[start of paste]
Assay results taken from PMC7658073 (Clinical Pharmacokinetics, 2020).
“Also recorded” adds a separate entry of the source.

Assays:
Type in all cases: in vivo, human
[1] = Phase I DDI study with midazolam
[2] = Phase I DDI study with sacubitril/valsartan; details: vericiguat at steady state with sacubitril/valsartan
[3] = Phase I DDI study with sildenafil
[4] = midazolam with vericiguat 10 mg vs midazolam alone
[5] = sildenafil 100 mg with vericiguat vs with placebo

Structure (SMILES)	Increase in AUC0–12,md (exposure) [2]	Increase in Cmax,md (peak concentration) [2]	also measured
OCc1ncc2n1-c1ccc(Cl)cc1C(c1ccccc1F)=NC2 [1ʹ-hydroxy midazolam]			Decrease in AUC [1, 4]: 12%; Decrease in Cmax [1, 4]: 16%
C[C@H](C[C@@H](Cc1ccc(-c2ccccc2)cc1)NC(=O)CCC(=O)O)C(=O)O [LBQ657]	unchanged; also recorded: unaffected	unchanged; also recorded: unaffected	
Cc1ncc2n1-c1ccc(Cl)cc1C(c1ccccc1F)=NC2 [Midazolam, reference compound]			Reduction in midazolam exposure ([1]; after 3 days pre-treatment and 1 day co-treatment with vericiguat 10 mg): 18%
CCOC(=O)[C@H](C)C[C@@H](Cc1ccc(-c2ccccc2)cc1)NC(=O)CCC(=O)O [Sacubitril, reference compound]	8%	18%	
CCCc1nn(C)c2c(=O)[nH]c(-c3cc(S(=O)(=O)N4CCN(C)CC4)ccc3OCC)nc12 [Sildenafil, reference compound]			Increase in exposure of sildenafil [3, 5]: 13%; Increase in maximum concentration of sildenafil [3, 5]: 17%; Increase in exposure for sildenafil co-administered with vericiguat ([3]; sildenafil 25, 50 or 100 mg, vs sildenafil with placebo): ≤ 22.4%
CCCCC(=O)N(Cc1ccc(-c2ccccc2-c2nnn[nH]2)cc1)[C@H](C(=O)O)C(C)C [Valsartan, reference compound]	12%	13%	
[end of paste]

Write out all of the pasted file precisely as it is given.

Assay results taken from PMC7658073 (Clinical Pharmacokinetics, 2020).
“Also recorded” adds a separate entry of the source.

Assays:
Type in all cases: in vivo, human
[1] = Phase I DDI study with midazolam
[2] = Phase I DDI study with sacubitril/valsartan; details: vericiguat at steady state with sacubitril/valsartan
[3] = Phase I DDI study with sildenafil
[4] = midazolam with vericiguat 10 mg vs midazolam alone
[5] = sildenafil 100 mg with vericiguat vs with placebo

Structure (SMILES)	Increase in AUC0–12,md (exposure) [2]	Increase in Cmax,md (peak concentration) [2]	also measured
OCc1ncc2n1-c1ccc(Cl)cc1C(c1ccccc1F)=NC2 [1ʹ-hydroxy midazolam]			Decrease in AUC [1, 4]: 12%; Decrease in Cmax [1, 4]: 16%
C[C@H](C[C@@H](Cc1ccc(-c2ccccc2)cc1)NC(=O)CCC(=O)O)C(=O)O [LBQ657]	unchanged; also recorded: unaffected	unchanged; also recorded: unaffected	
Cc1ncc2n1-c1ccc(Cl)cc1C(c1ccccc1F)=NC2 [Midazolam, reference compound]			Reduction in midazolam exposure ([1]; after 3 days pre-treatment and 1 day co-treatment with vericiguat 10 mg): 18%
CCOC(=O)[C@H](C)C[C@@H](Cc1ccc(-c2ccccc2)cc1)NC(=O)CCC(=O)O [Sacubitril, reference compound]	8%	18%	
CCCc1nn(C)c2c(=O)[nH]c(-c3cc(S(=O)(=O)N4CCN(C)CC4)ccc3OCC)nc12 [Sildenafil, reference compound]			Increase in exposure of sildenafil [3, 5]: 13%; Increase in maximum concentration of sildenafil [3, 5]: 17%; Increase in exposure for sildenafil co-administered with vericiguat ([3]; sildenafil 25, 50 or 100 mg, vs sildenafil with placebo): ≤ 22.4%
CCCCC(=O)N(Cc1ccc(-c2ccccc2-c2nnn[nH]2)cc1)[C@H](C(=O)O)C(C)C [Valsartan, reference compound]	12%	13%	